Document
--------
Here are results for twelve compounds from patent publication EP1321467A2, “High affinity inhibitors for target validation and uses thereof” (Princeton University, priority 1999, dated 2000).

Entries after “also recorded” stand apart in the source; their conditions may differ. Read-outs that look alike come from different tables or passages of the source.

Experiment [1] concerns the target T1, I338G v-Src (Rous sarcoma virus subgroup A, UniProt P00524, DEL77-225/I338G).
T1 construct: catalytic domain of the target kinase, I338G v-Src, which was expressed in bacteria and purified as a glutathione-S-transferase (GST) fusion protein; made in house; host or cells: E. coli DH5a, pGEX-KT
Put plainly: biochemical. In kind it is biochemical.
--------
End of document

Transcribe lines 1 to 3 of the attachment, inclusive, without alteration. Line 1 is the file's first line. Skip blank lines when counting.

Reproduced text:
Here are results for twelve compounds from patent publication EP1321467A2, “High affinity inhibitors for target validation and uses thereof” (Princeton University, priority 1999, dated 2000).

Entries after “also recorded” stand apart in the source; their conditions may differ. Read-outs that look alike come from different tables or passages of the source.

Experiment [1] concerns the target T1, I338G v-Src (Rous sarcoma virus subgroup A, UniProt P00524, DEL77-225/I338G).